Children's Cough and Cold Medicines

CHPA supports the safe and effective use of pediatric cough and cold medicines for children age 4 and older.

PediatricCCFor decades, millions of parents and caregivers have trusted and relied upon over-the-counter (OTC) pediatric cough and cold medicines to provide relief and comfort to children suffering from common cold symptoms such as runny noses, congestion, and cough. Having around-the-clock, over-the-counter availability of these medicines helps parents to relieve their children’s symptoms day and night. In fact, according to a Center for Medicine in Public Interest (CMPI) survey, an estimated 8.5 million households in the past 12 months have children aged 4 and older who have avoided missing school or daycare due to illness because their parents had access to OTC cough medicines to treat their cough symptoms.

These medicines are proven safe when used as directed for children age 4 and older. Serious adverse events are rare. When they do occur, data show that the vast majority are from accidental, unsupervised ingestion—curious young children getting in to medicine that was left out in an accessible place.

Initiatives to Promote Safe and Responsible Use 

Manufacturers have proactively invested in packaging and labeling improvements, parent and healthcare provider education, and continued research to support the responsible use of children's cough and cold medicines and reduce accidental unsupervised ingestions. These include:

  • Facilitating dosing and ingredient recognition: To aid parents’ ability to choose and use the right medicine, manufacturers now package each liquid pediatric cough and cold product with an accompanying dosing device, and list all active ingredients on the front of the package [i.e., principal display panel or PDP].
  • Monitoring safety data to identify the root cause of reported adverse events: In 2008, manufacturers set out to better understand why a small percentage of children have adverse reactions involving these medicines. An independent, comprehensive four-year study shows that the vast majority of serious adverse events, or overdoses (75 percent), involve a child getting into medicine when a parent or caregiver wasn’t looking. This study looks at all pediatric adverse events, including cases reported to member companies, the U.S. Food and Drug Administration (FDA), and poison centers, medical literature, and other verifiable sources. The research shows that dosing errors and accidental ingestions—not the safety of the ingredients themselves when properly dosed—are the primary causes of rare adverse events in young children.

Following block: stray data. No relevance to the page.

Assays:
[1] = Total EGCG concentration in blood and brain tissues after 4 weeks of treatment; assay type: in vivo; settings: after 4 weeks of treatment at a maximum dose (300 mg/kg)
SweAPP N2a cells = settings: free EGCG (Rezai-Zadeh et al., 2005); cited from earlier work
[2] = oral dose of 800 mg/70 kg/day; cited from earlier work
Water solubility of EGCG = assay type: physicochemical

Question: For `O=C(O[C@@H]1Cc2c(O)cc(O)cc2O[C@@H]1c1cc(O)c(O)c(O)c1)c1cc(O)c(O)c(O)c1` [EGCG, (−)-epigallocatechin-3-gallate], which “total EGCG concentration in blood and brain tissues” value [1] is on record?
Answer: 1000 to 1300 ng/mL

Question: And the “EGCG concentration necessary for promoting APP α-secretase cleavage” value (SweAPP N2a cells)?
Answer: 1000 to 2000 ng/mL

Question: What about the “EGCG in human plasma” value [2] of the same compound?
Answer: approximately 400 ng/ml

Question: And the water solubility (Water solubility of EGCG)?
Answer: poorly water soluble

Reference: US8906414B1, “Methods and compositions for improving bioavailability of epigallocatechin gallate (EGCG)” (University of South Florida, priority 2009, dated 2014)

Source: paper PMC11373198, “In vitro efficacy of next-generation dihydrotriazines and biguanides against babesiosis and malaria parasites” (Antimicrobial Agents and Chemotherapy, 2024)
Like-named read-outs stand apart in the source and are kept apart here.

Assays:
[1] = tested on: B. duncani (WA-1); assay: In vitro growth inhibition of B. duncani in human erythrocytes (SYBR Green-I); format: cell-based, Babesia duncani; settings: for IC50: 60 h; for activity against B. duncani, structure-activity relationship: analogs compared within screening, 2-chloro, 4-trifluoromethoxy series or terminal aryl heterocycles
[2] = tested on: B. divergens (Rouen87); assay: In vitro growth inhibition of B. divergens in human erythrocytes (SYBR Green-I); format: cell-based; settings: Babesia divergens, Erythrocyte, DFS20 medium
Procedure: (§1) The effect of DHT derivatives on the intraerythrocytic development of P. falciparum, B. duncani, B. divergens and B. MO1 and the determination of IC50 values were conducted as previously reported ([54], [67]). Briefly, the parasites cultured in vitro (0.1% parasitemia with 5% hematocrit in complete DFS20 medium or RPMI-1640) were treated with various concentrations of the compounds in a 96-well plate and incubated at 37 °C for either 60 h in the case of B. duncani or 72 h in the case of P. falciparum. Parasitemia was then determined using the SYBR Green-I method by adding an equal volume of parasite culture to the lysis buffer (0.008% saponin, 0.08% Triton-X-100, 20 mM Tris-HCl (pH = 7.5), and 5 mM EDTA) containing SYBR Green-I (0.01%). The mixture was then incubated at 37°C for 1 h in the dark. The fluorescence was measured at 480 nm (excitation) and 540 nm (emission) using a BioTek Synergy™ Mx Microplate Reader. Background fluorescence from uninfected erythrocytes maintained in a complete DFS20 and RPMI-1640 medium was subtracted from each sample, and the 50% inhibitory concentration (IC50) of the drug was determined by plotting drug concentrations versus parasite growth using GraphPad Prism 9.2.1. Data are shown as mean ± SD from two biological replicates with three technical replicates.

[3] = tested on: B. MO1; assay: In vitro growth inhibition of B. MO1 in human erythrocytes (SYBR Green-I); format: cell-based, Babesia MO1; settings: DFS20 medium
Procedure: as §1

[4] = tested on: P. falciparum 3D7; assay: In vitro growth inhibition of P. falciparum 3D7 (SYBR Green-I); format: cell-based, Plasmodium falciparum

• Expanding the body of scientific studies: In 2008, manufacturers also committed to expand the body of evidence supporting use in children, specifically. We have already developed new tools needed to objectively measure children’s symptom relief and have begun clinical efficacy studies using these tools, beginning with nasal decongestants and a cough suppressant. We expect efficacy trials to run for several years, in a sequenced order.
  • Educating parents and caregivers: Manufacturers, together with FDA and the Centers for Disease Control (CDC) and a host of healthcare providers, conduct ongoing education to promote safe storage and safe use. The CHPA Educational Foundation, partners with CDC and FDA on the award-winning Up and Away and Out of Sight campaign to remind parents to store medicines safely to prevent accidental ingestion. The foundation also promotes medicine safety information and videos for parents on its KnowYourOTCs website and conducts annual Treat with Care educational campaigns during cold and flu season to reinforce the safe use of cough and cold medicines, underscoring our members’ voluntary labeling “do not use” in children under age 4.
  • Adding new warnings:  For products containing certain antihistamines, manufacturers voluntarily added new language to the Drug Facts Label in 2008 that warns parents not to use antihistamine products to sedate or make a child sleepy.
  • Clarifying the appropriate age of use:  To help prevent some rare patterns of misuse and misdosing that previously led to overdose in very young children—and to address the accidental unsupervised ingestion issue—manufacturers  voluntarily withdrew products for children age 2 and younger in 2007. In 2008, industry voluntarily transitioned the labeling on oral OTC pediatric cough and cold medicines to state “do not use” in children under 4 years of age.

The vast majority of parents and caregivers safely use these medicines to help relieve their children’s symptoms. But as with all medicines, it’s important that parents read OTC medicine labels carefully, use these medicines only as directed, and store them up and away and safely out of the reach of children.

FDA is currently reviewing the safety and efficacy of pediatric cough and cold medicines and is expected to issue rulemaking in the near future.

 

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